In serial communications, an error detection bit that is added to a group of data bits making the sum of the bits even or odd. Parity can be set to none, odd or even. The parity of a number is its quality of being odd or even. Often, when groups of bits (1's and 0's) are being transmitted or stored, an extra bit is added so that the total number of 1's is always odd (or, alternately, even).
A calculated value that can be used to reconstruct data after a failure. While data is being written to a RAID-5 volume, parity is also calculated by performing an exclusive OR (XOR) procedure on data. The resulting parity is then written to the volume. If a portion of a RAID-5 volume fails, the data that was on that portion of the failed volume can be recreated from the remaining data and the parity.
An extra bit added to a byte or word to reveal errors in storage (in RAM or disk) or transmission. Parity is used to generate a set of redundancy data from two or more parent data sets. The redundancy data can be used to reconstruct one of the parent data sets. However, parity data does not fully duplicate the parent data sets. In RAID, this method is applied to entire drives or stripes across all disk drives in an array. Parity consists of dedicated parity, in which the parity of the data on two or more drives is stored on an additional drive, and distributed parity, in which the parity data is distributed among all the drives in the system. If a single drive fails, it can be rebuilt from the parity of the respective data on the remaining drives.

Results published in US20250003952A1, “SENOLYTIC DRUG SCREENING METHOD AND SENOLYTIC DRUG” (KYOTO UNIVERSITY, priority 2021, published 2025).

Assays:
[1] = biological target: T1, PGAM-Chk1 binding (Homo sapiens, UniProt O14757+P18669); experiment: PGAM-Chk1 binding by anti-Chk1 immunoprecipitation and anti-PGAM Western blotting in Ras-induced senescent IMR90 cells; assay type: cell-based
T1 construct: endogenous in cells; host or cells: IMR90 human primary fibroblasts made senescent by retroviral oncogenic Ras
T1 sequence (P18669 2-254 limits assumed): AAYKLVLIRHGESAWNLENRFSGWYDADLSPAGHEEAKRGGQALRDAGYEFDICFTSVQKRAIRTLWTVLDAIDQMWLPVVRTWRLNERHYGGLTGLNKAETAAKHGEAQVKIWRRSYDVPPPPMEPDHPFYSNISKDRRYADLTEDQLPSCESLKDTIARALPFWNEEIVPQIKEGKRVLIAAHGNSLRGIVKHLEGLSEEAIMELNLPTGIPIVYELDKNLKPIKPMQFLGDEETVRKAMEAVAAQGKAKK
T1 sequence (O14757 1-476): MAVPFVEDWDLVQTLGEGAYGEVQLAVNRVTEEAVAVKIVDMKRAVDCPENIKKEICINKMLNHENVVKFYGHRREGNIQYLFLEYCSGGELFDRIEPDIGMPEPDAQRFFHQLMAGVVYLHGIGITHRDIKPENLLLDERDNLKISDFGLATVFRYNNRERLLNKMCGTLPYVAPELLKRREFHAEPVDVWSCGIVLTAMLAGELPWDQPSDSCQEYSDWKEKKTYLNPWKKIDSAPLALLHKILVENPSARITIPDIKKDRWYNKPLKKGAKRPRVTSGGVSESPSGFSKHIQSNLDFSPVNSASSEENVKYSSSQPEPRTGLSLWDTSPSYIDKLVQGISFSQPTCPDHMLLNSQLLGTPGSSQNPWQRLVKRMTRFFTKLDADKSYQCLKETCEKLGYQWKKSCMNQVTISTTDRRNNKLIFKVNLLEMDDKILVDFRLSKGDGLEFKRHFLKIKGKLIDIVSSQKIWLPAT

A setting of a terminal or modem related to the type of error correction system used when connected to a network.
(mathematics) a relation between a pair of integers: if both integers are odd or both are even they have the same parity; if one is odd and the other is even they have different parity
(computer science) abit that is used in an error detection procedure in which a 0 or 1 is added to each group of bits so that it will have either an odd number of 1's or an even number of 1's; e.g., if the parity is odd then any group of bits that arrives with an even number of 1's must contain an error